The European Union has moved forward on deporting rejected asylum seekers to ease the pressure from the Syrian migration crisis.
The interior ministers of the E.U. met to discuss a 10-point plan Thursday and agreed to new regulations that will speed up the process of removing more than 400,000 illegal immigrants. The ultimate goal is to deter others coming in the future by sending a clear message that they won’t be able to stay if they are rejected asylum.
“We need to be better and more effective, not just at helping people and offering refuge, but also at returning those who have no right to stay,” E.U. Migration Commissioner Dimitris Avramopoulos said at a press conference Friday. “That is why a credible and effective return policy is also an essential component of our efforts.”
The return program will be funded by the $3.5 billion Asylum, Migration and Integration Fund, with a significant portion now set aside for the next five years.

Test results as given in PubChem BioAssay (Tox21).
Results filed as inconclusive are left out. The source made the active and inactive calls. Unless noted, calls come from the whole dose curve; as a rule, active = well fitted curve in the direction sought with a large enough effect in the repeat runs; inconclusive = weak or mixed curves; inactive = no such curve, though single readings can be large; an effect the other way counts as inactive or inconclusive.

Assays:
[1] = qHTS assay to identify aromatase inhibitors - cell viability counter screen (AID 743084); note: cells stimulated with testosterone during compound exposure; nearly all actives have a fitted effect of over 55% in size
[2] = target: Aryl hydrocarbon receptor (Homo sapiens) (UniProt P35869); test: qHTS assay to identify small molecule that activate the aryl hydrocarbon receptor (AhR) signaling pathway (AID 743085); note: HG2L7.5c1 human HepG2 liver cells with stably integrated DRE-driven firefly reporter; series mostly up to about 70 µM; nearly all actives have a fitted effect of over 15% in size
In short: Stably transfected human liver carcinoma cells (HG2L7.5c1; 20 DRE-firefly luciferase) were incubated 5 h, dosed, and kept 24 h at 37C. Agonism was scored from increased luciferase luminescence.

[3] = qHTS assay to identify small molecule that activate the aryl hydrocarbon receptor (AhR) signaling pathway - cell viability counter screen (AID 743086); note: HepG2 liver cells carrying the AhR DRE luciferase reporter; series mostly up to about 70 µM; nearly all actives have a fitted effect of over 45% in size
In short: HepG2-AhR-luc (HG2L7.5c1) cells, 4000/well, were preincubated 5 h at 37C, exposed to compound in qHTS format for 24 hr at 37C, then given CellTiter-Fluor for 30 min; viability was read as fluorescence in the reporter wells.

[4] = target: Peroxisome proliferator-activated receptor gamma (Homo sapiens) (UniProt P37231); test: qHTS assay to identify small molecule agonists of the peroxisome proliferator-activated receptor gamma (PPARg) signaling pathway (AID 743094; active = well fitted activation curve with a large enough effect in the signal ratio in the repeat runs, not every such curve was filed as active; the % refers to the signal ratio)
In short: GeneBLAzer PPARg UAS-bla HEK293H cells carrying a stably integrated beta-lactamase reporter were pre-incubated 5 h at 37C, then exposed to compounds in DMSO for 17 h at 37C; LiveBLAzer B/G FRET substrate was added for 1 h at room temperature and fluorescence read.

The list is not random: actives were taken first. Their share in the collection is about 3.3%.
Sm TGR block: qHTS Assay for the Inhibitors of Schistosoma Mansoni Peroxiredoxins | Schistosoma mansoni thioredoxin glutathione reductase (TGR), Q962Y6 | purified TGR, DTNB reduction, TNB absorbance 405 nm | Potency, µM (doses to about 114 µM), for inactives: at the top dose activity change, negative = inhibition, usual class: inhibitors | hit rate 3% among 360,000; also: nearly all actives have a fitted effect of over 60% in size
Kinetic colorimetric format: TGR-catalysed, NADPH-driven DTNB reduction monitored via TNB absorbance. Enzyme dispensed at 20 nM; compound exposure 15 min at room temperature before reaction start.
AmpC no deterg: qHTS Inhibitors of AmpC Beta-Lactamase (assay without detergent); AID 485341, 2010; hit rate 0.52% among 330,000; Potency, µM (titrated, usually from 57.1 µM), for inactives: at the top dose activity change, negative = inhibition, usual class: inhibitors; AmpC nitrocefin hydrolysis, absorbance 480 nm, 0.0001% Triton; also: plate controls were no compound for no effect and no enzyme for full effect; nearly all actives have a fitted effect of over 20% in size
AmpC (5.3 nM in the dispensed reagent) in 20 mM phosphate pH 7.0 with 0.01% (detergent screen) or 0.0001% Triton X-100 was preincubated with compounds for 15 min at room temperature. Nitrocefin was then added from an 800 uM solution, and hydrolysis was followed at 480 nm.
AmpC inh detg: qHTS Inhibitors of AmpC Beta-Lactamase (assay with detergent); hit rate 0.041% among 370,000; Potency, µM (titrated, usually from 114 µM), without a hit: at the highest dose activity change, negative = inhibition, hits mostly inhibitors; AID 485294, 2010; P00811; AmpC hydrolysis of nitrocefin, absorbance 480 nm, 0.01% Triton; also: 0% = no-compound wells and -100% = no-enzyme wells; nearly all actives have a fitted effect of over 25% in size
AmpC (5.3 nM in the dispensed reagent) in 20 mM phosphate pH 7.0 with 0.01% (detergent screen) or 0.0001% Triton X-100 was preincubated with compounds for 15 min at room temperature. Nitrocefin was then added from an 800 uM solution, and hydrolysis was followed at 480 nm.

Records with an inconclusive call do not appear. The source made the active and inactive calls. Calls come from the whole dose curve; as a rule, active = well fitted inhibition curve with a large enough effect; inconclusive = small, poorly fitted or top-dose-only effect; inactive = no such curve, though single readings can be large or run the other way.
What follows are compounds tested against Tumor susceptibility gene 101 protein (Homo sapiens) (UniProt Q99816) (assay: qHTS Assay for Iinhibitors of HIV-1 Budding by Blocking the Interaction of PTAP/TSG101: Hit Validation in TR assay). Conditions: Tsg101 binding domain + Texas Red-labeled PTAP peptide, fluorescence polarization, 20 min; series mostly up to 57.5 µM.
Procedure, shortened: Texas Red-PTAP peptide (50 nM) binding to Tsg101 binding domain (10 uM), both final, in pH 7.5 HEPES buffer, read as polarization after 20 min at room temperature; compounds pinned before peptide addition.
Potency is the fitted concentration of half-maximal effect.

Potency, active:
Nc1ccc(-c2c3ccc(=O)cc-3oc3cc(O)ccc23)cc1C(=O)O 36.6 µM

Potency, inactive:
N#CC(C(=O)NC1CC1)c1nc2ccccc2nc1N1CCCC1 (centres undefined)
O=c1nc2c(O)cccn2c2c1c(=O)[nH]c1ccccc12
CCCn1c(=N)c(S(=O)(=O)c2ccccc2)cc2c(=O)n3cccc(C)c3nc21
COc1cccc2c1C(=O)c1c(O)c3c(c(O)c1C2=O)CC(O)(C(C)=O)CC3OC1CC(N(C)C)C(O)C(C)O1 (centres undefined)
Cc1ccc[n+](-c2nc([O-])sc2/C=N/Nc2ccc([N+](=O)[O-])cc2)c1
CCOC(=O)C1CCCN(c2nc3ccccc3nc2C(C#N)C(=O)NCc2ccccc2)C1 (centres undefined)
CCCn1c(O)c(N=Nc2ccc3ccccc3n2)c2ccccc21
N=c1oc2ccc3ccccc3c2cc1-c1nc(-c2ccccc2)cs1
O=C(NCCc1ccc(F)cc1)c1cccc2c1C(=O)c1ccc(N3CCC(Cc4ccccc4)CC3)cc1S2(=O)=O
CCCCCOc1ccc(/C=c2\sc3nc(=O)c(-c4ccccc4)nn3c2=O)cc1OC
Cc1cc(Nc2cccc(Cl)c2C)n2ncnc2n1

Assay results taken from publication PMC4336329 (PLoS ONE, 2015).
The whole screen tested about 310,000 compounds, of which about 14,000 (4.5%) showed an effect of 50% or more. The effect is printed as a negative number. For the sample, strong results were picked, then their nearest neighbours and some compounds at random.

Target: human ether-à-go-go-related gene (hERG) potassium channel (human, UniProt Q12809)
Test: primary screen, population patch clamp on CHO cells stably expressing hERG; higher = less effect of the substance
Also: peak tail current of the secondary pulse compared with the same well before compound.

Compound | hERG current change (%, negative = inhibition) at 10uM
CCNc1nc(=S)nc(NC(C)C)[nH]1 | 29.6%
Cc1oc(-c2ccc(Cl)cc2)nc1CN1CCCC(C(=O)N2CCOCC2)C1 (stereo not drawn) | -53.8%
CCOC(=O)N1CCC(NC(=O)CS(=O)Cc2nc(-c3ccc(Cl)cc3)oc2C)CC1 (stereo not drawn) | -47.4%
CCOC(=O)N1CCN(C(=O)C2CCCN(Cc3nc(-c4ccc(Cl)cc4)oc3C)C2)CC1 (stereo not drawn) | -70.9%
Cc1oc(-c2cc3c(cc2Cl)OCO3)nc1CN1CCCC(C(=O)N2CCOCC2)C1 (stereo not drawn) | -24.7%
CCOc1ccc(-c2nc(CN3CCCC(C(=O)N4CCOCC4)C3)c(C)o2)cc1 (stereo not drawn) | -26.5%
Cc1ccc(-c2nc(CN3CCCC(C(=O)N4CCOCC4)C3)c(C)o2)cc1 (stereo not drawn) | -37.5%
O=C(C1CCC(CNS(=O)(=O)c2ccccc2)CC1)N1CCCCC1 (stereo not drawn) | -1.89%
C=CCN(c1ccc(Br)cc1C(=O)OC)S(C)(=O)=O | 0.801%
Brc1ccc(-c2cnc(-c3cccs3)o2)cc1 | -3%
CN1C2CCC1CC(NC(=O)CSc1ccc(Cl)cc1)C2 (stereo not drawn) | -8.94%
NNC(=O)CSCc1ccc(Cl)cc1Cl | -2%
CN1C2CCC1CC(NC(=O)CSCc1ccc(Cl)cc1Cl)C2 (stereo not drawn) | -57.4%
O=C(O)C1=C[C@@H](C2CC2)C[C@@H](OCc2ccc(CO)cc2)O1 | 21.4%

Refugees fleeing war — in countries such as Syria, Iraq and Eritrea — tend to get asylum while economic refugees from Africa and Asia often get rejected. The E.U. has faced problems with deporting the rejected asylum seekers and less than 40 percent were successfully removed in 2014, according to BBC.
A lot of people are also taking advantage of the Syrian refugee stream by attempting to slip through the cracks when the Frontex border agency fails to keep track of the situation. Libyan authorities successfully arrested a group of 300 African migrants Friday as they were about to board boats taking them across the Mediterranean Sea.
A relocation program to spread out the number of refugees across Europe proportionally was also set in motion Friday with planes filled with asylum seekers departing Italy.
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